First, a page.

Rieback's paper "Is Your Cat Infected with a Computer Virus?" suggests computer viruses could spread from RFID tags through readers into poorly written middleware applications and into enterprise backend systems and databases. Rieback "artificially" created a virus, rather than find vulnerabilities in a deployed RFID system.
Industry reaction, while fast and furious in some cases, proved mixed, according to a series of interviews with TechWeb.
"With respect to the students involved, the paper as presented is rather weak," said Kevin Ashton, ThingMagic Inc. vice president, and co-founder of the Massachusetts Institute of Technology (MIT) Auto-ID Center. "The 'real' virus, they claim to demonstrate in the paper, is not a virus, just a self-replicating piece of SQL code."
The paper, however, does call attention to an obvious problem the software industry has faced for years. "Companies need to provide multi-level security and take responsibility for testing before releasing applications to the market," said Julie England, vice president at Texas Instruments Inc.
Those disagreeing with the research findings believe the paper assumes an architectural design not in use today. England calls attention to system-level inaccuracies. RFID tags store numbers, not executable code. The RFID reader expects the RFID tag to transmit numbers. Not an executable command. If a reader receives executable code via a virus, it's highly unlikely it would accept the data.
Consumer product goods and retail companies with RFID supply chain projects underway use electronic product code (EPC) RFID tags that have a 96-bit field. The majority have been assigned to manufacturers for codes to identify retail chain and product category.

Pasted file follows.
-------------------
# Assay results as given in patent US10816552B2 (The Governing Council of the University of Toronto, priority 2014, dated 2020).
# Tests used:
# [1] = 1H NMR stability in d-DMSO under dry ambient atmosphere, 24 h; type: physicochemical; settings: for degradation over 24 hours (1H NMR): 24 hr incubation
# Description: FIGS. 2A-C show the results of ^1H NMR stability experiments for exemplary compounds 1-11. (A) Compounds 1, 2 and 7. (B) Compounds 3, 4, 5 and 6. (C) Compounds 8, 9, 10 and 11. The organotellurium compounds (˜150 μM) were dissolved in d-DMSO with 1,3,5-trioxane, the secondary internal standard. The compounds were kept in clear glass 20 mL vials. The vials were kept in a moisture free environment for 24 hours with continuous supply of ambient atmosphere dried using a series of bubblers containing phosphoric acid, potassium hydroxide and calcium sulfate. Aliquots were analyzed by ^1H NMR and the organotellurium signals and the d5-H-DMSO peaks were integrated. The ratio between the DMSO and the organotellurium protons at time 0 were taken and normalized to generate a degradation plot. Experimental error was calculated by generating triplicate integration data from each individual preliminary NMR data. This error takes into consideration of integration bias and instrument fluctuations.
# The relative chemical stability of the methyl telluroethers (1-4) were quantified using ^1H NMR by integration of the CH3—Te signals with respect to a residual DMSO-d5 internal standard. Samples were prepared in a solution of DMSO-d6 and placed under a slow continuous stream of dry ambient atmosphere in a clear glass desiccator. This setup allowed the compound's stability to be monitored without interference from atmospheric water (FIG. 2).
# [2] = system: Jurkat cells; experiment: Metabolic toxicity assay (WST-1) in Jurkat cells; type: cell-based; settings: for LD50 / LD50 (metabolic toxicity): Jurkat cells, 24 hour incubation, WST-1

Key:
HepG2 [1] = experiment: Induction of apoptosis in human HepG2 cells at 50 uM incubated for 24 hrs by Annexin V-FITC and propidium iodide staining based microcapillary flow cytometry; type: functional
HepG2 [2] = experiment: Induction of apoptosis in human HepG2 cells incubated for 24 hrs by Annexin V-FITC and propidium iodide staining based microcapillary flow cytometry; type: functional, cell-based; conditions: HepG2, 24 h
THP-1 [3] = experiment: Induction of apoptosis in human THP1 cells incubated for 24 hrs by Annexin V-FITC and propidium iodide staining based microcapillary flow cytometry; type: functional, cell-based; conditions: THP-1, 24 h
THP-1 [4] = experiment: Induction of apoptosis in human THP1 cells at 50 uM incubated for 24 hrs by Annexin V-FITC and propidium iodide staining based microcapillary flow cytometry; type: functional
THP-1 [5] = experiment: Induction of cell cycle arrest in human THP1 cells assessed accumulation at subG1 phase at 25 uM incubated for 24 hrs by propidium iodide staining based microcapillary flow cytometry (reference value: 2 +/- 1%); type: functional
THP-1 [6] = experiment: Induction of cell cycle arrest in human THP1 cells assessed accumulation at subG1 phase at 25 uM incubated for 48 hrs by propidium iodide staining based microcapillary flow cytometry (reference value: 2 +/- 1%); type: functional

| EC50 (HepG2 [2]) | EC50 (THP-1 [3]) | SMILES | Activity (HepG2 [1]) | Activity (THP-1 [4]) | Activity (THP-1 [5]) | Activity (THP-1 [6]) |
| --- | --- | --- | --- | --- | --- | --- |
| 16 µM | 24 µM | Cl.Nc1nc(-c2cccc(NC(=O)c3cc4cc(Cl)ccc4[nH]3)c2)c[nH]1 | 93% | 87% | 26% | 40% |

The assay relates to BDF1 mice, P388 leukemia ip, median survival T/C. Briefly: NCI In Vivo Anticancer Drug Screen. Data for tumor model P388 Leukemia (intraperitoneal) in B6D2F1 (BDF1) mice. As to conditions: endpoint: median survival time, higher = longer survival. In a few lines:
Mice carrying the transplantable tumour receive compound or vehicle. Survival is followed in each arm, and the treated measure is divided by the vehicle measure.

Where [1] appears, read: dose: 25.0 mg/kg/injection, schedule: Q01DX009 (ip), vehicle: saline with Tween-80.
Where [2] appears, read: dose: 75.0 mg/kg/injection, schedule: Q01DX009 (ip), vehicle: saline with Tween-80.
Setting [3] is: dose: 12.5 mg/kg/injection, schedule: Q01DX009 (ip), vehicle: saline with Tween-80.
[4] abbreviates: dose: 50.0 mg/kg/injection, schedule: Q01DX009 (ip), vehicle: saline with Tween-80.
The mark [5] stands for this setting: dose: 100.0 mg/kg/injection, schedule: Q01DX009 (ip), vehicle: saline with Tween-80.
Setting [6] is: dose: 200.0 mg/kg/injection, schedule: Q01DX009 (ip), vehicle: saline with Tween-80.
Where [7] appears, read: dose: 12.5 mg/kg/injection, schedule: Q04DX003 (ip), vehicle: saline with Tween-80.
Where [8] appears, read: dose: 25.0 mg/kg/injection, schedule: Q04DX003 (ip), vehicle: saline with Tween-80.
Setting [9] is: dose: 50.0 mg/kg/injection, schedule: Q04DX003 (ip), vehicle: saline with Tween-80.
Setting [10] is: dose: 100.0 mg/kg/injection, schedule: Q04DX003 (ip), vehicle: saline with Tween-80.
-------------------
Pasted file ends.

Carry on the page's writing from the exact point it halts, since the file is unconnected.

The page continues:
"The student researchers think a database picks up the information from a tag and puts it in the buffer, and that's not what happens," said Jeff Woods, vice president of research at Gartner Inc. "Code intervenes, so the idea of SQL insertion is far fetched."
Woods attacked the EPCglobal example in the research paper, but said there are others in the paper that could theoretically play out. Buffer overflows, common sources of security vulnerabilities in software, in the middleware, for instance. "With a buffer overrun on the middleware I could take control of the middleware and get access to the rest of the system," Woods said. "These are very contrived assumptions of the systems actual architecture."
Some experts hope the paper presents a wake-up call. "This should curb enthusiasm and sober-up the industry to some of the technology's downsides, such as vulnerabilities exploited by hackers and viruses," said Katherine Albrecht, co-author of "SPYCHIPS: How Major Corporations and Government Plan to Track Your Every Move with RFID." "I hear from many people who dislike RFID and are willing to exploit vulnerabilities in the technology."
No doubt, the paper raises a legitimate point to secure the infrastructure. Woods said most companies rolling out a RFID infrastructure take a "deploy now, secure later" approach. The reality, for many means "deploy now, secure never."
"RFID has security challenges," Ashton admits. "This isn't one of them." This is a far fetched scenario requiring many improbable security holes to line up just so."